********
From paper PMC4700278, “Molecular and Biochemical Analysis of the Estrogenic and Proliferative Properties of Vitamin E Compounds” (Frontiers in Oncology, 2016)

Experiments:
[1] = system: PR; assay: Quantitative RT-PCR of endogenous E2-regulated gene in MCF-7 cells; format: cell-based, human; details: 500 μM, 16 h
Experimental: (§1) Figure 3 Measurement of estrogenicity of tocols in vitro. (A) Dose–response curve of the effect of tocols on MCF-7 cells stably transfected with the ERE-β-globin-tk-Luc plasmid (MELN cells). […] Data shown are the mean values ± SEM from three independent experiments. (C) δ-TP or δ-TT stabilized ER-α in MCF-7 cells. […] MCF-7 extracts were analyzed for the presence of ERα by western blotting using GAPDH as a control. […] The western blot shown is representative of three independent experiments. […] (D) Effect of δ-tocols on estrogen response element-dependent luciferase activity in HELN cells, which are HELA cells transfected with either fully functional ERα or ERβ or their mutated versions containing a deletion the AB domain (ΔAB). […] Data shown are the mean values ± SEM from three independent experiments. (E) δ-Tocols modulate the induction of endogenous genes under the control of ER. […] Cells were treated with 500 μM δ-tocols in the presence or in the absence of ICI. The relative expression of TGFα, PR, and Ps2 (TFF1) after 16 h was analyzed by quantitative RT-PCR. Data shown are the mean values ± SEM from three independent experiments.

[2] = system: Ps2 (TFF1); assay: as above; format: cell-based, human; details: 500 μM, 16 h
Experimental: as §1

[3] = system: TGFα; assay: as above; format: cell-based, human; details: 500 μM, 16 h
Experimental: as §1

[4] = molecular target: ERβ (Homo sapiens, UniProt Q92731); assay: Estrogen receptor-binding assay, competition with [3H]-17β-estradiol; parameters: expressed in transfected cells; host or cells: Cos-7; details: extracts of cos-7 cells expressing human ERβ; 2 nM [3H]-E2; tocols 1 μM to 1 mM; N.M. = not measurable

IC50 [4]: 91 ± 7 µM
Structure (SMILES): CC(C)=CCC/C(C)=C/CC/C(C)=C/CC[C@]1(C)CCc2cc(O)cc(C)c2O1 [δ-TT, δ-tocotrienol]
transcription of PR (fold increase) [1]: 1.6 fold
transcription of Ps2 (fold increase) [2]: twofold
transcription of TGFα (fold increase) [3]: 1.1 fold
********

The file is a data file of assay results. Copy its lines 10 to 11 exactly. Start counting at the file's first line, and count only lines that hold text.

IC50 [4]: 91 ± 7 µM
Structure (SMILES): CC(C)=CCC/C(C)=C/CC/C(C)=C/CC[C@]1(C)CCc2cc(O)cc(C)c2O1 [δ-TT, δ-tocotrienol]